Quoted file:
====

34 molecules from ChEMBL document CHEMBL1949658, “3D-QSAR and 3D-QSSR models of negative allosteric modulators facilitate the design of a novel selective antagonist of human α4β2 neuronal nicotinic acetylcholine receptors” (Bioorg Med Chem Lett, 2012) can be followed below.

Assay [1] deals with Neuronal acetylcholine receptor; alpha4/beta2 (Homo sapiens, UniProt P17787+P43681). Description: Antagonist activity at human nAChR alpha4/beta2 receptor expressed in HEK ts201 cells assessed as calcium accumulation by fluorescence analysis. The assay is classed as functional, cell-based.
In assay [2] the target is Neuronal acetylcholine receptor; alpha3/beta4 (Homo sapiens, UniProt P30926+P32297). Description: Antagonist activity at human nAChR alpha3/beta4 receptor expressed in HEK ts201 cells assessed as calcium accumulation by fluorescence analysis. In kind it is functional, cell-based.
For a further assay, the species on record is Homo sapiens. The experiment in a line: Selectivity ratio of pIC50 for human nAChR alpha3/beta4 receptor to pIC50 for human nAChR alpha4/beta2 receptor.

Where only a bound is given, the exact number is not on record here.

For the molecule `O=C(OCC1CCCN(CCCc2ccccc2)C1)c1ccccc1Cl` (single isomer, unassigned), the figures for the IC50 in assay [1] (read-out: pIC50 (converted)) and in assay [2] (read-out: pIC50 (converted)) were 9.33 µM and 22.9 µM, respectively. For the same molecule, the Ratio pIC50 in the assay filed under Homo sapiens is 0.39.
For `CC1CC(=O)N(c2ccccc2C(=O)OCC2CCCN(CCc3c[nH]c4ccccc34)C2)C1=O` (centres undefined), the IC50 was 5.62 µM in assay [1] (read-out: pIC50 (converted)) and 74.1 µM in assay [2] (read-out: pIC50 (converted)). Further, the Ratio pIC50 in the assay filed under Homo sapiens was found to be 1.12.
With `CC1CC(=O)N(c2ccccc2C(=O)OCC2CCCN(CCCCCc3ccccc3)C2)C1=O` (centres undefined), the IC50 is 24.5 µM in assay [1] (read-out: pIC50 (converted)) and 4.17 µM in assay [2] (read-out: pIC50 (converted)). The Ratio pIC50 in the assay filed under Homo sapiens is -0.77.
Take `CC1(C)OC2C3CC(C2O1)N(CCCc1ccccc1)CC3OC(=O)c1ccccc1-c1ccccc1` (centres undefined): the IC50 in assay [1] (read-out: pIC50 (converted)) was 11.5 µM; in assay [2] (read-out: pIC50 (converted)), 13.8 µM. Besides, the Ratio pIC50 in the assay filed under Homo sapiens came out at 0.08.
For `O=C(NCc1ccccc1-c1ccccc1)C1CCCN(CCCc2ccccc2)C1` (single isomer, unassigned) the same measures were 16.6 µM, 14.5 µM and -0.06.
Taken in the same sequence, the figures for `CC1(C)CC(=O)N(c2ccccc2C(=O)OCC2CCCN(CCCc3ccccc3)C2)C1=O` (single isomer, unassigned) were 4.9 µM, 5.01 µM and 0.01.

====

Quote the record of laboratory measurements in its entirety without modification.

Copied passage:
34 molecules from ChEMBL document CHEMBL1949658, “3D-QSAR and 3D-QSSR models of negative allosteric modulators facilitate the design of a novel selective antagonist of human α4β2 neuronal nicotinic acetylcholine receptors” (Bioorg Med Chem Lett, 2012) can be followed below.

Assay [1] deals with Neuronal acetylcholine receptor; alpha4/beta2 (Homo sapiens, UniProt P17787+P43681). Description: Antagonist activity at human nAChR alpha4/beta2 receptor expressed in HEK ts201 cells assessed as calcium accumulation by fluorescence analysis. The assay is classed as functional, cell-based.
In assay [2] the target is Neuronal acetylcholine receptor; alpha3/beta4 (Homo sapiens, UniProt P30926+P32297). Description: Antagonist activity at human nAChR alpha3/beta4 receptor expressed in HEK ts201 cells assessed as calcium accumulation by fluorescence analysis. In kind it is functional, cell-based.
For a further assay, the species on record is Homo sapiens. The experiment in a line: Selectivity ratio of pIC50 for human nAChR alpha3/beta4 receptor to pIC50 for human nAChR alpha4/beta2 receptor.

Where only a bound is given, the exact number is not on record here.

For the molecule `O=C(OCC1CCCN(CCCc2ccccc2)C1)c1ccccc1Cl` (single isomer, unassigned), the figures for the IC50 in assay [1] (read-out: pIC50 (converted)) and in assay [2] (read-out: pIC50 (converted)) were 9.33 µM and 22.9 µM, respectively. For the same molecule, the Ratio pIC50 in the assay filed under Homo sapiens is 0.39.
For `CC1CC(=O)N(c2ccccc2C(=O)OCC2CCCN(CCc3c[nH]c4ccccc34)C2)C1=O` (centres undefined), the IC50 was 5.62 µM in assay [1] (read-out: pIC50 (converted)) and 74.1 µM in assay [2] (read-out: pIC50 (converted)). Further, the Ratio pIC50 in the assay filed under Homo sapiens was found to be 1.12.
With `CC1CC(=O)N(c2ccccc2C(=O)OCC2CCCN(CCCCCc3ccccc3)C2)C1=O` (centres undefined), the IC50 is 24.5 µM in assay [1] (read-out: pIC50 (converted)) and 4.17 µM in assay [2] (read-out: pIC50 (converted)). The Ratio pIC50 in the assay filed under Homo sapiens is -0.77.
Take `CC1(C)OC2C3CC(C2O1)N(CCCc1ccccc1)CC3OC(=O)c1ccccc1-c1ccccc1` (centres undefined): the IC50 in assay [1] (read-out: pIC50 (converted)) was 11.5 µM; in assay [2] (read-out: pIC50 (converted)), 13.8 µM. Besides, the Ratio pIC50 in the assay filed under Homo sapiens came out at 0.08.
For `O=C(NCc1ccccc1-c1ccccc1)C1CCCN(CCCc2ccccc2)C1` (single isomer, unassigned) the same measures were 16.6 µM, 14.5 µM and -0.06.
Taken in the same sequence, the figures for `CC1(C)CC(=O)N(c2ccccc2C(=O)OCC2CCCN(CCCc3ccccc3)C2)C1=O` (single isomer, unassigned) were 4.9 µM, 5.01 µM and 0.01.